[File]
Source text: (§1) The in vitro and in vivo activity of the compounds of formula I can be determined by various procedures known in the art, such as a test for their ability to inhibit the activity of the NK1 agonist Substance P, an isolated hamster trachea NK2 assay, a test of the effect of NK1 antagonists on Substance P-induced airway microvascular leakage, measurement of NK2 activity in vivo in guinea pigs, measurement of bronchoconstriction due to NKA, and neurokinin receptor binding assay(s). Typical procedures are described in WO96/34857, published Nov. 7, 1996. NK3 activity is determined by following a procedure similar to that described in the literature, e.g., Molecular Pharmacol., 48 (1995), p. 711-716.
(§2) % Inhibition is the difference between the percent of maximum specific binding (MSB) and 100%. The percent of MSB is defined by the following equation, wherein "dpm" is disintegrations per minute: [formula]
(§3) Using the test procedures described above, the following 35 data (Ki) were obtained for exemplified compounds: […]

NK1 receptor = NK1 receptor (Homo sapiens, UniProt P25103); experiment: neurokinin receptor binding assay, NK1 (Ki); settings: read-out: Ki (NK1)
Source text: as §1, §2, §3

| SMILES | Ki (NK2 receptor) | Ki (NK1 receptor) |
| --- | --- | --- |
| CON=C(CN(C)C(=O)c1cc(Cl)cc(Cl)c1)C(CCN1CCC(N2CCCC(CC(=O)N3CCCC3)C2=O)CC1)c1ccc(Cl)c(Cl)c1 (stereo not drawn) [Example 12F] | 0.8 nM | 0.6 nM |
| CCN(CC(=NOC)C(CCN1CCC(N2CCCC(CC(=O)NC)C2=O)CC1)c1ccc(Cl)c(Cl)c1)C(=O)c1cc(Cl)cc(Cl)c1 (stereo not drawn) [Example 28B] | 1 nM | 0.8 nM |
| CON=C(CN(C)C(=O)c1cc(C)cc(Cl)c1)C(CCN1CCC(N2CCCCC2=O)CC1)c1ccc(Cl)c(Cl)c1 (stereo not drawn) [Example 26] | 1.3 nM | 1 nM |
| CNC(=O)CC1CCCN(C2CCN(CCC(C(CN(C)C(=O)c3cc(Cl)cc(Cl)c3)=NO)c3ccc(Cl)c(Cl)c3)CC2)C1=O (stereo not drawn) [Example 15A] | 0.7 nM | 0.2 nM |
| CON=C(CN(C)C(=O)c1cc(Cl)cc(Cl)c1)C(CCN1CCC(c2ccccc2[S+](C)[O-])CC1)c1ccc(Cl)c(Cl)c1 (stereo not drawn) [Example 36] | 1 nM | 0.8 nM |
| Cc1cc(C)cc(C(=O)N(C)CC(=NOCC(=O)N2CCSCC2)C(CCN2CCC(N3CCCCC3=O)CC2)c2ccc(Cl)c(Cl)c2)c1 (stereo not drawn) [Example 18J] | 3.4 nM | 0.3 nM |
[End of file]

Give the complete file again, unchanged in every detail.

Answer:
Source text: (§1) The in vitro and in vivo activity of the compounds of formula I can be determined by various procedures known in the art, such as a test for their ability to inhibit the activity of the NK1 agonist Substance P, an isolated hamster trachea NK2 assay, a test of the effect of NK1 antagonists on Substance P-induced airway microvascular leakage, measurement of NK2 activity in vivo in guinea pigs, measurement of bronchoconstriction due to NKA, and neurokinin receptor binding assay(s). Typical procedures are described in WO96/34857, published Nov. 7, 1996. NK3 activity is determined by following a procedure similar to that described in the literature, e.g., Molecular Pharmacol., 48 (1995), p. 711-716.
(§2) % Inhibition is the difference between the percent of maximum specific binding (MSB) and 100%. The percent of MSB is defined by the following equation, wherein "dpm" is disintegrations per minute: [formula]
(§3) Using the test procedures described above, the following 35 data (Ki) were obtained for exemplified compounds: […]

NK1 receptor = NK1 receptor (Homo sapiens, UniProt P25103); experiment: neurokinin receptor binding assay, NK1 (Ki); settings: read-out: Ki (NK1)
Source text: as §1, §2, §3

| SMILES | Ki (NK2 receptor) | Ki (NK1 receptor) |
| --- | --- | --- |
| CON=C(CN(C)C(=O)c1cc(Cl)cc(Cl)c1)C(CCN1CCC(N2CCCC(CC(=O)N3CCCC3)C2=O)CC1)c1ccc(Cl)c(Cl)c1 (stereo not drawn) [Example 12F] | 0.8 nM | 0.6 nM |
| CCN(CC(=NOC)C(CCN1CCC(N2CCCC(CC(=O)NC)C2=O)CC1)c1ccc(Cl)c(Cl)c1)C(=O)c1cc(Cl)cc(Cl)c1 (stereo not drawn) [Example 28B] | 1 nM | 0.8 nM |
| CON=C(CN(C)C(=O)c1cc(C)cc(Cl)c1)C(CCN1CCC(N2CCCCC2=O)CC1)c1ccc(Cl)c(Cl)c1 (stereo not drawn) [Example 26] | 1.3 nM | 1 nM |
| CNC(=O)CC1CCCN(C2CCN(CCC(C(CN(C)C(=O)c3cc(Cl)cc(Cl)c3)=NO)c3ccc(Cl)c(Cl)c3)CC2)C1=O (stereo not drawn) [Example 15A] | 0.7 nM | 0.2 nM |
| CON=C(CN(C)C(=O)c1cc(Cl)cc(Cl)c1)C(CCN1CCC(c2ccccc2[S+](C)[O-])CC1)c1ccc(Cl)c(Cl)c1 (stereo not drawn) [Example 36] | 1 nM | 0.8 nM |
| Cc1cc(C)cc(C(=O)N(C)CC(=NOCC(=O)N2CCSCC2)C(CCN2CCC(N3CCCCC3=O)CC2)c2ccc(Cl)c(Cl)c2)c1 (stereo not drawn) [Example 18J] | 3.4 nM | 0.3 nM |